What we are mainly concerned with here is about unnatural narratives. First of all let me exemplify this concept. Richardson defines unnatural narratives as anti-mimetic texts that move beyond the conventions of 'natural' narratives, i.e. "the mimesis of actual speech situations", or violate the "established boundaries of realism" (2006: 5; 138). One instance could be Virginia Woolf's novel Orlando because is challenging the notions of time. That being said, we can continue with the aims of unnatural narratology, which the authors refer as unnatural storyworlds, unnatural minds and unnatural acts of narration. In order to understand these concepts I will explain them in a little more detail. .
Firstly the concept of unnatural storyworlds mean that do not comply with what the reader knows is otherwise physically, logically, or humanly impossible in the physical world; one example of this could be Robert Cover`s "The Babysitter" a short story which depicts numerous irreconcilable event sequences. With these situations the author try to make us see the importance of variety or possibility, in other words to be aware of what can be happen even in more strange situation.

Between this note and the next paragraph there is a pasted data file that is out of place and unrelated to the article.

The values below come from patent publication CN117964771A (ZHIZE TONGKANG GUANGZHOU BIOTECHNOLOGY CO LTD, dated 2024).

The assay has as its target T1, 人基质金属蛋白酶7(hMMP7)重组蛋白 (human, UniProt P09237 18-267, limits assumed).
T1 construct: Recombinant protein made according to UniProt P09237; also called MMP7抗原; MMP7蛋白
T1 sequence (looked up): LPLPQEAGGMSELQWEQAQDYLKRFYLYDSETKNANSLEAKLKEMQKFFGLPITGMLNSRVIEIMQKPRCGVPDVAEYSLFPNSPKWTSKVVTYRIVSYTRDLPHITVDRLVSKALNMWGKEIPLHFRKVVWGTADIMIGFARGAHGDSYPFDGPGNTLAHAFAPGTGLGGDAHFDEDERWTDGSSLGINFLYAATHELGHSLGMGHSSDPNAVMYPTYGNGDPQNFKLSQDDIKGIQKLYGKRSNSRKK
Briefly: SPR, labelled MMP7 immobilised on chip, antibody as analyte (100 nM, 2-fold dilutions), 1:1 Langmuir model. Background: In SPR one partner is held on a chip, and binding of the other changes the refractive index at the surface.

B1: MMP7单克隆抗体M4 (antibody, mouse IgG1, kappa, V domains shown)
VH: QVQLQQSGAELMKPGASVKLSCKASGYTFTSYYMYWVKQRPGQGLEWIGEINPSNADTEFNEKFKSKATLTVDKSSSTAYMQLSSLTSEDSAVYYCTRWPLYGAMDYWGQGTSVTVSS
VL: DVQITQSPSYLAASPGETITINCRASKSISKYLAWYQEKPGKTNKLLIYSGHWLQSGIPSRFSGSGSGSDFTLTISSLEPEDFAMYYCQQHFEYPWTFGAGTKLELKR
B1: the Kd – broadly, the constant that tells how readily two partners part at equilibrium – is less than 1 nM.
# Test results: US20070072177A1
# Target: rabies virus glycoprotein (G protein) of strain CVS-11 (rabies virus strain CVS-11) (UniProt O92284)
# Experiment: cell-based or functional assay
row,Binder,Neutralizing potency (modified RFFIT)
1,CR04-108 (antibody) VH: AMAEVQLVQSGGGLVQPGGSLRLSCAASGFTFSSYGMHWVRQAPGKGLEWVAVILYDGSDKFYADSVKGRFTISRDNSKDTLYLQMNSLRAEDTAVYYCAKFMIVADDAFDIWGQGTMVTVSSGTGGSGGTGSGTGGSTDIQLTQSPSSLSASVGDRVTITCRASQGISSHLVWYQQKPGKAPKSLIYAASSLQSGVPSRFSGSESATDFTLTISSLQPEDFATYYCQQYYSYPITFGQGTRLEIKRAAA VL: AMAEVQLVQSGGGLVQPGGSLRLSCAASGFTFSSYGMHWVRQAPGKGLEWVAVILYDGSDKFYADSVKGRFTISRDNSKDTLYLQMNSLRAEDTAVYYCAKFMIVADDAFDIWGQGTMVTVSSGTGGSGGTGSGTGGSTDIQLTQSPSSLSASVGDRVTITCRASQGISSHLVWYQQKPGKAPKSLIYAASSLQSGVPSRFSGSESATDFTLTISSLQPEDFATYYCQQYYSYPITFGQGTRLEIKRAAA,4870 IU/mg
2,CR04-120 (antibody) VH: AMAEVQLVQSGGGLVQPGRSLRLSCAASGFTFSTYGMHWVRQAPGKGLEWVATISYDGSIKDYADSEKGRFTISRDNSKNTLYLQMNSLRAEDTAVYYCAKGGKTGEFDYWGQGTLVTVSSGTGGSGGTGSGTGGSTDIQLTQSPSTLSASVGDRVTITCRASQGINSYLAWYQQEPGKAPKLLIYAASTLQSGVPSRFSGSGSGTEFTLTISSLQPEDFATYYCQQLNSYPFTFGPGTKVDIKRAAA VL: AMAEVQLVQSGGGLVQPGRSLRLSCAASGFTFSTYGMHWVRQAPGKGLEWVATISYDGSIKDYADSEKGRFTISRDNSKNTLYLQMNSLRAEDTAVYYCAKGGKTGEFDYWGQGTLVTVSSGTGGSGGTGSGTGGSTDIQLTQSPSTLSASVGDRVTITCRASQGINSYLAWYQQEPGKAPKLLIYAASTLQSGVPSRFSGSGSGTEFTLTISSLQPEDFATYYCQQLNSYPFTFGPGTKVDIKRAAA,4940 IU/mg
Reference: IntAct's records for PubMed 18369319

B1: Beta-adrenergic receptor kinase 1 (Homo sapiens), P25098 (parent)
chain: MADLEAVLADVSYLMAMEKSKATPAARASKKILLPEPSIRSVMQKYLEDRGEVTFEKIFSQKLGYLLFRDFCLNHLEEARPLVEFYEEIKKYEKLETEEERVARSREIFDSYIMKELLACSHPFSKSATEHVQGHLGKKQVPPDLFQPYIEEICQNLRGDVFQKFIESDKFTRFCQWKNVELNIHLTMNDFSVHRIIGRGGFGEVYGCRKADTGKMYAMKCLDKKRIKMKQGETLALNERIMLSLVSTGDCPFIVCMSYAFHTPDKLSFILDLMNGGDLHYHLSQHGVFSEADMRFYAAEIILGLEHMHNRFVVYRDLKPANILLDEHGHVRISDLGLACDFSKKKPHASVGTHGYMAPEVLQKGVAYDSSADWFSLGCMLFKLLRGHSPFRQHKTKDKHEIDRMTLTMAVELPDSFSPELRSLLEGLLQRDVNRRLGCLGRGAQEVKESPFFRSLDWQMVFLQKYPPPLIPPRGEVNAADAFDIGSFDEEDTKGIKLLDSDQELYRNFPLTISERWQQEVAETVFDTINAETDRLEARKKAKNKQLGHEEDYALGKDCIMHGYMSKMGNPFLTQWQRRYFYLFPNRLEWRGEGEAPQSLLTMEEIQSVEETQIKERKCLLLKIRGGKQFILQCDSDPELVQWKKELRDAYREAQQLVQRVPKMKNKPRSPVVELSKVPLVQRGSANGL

Secondly, the concept of unnatural minds is related to narration. Unnatural narration is when something impossible in life is set forth in the text. This can be as common as the ability of a narrator to disclose the contents of the mind of another, as routinely occurs in third person "omniscient" narration. More unnatural (because more unconventional) is the disclosure of the contents of another mind by a character-narrator, as frequently happens in "we" narration and in the shared focalization of "we" and "they" narration. One such example is Knut Hamsun's Hunger this reading is concerned with one aspect called temporality and identity over time.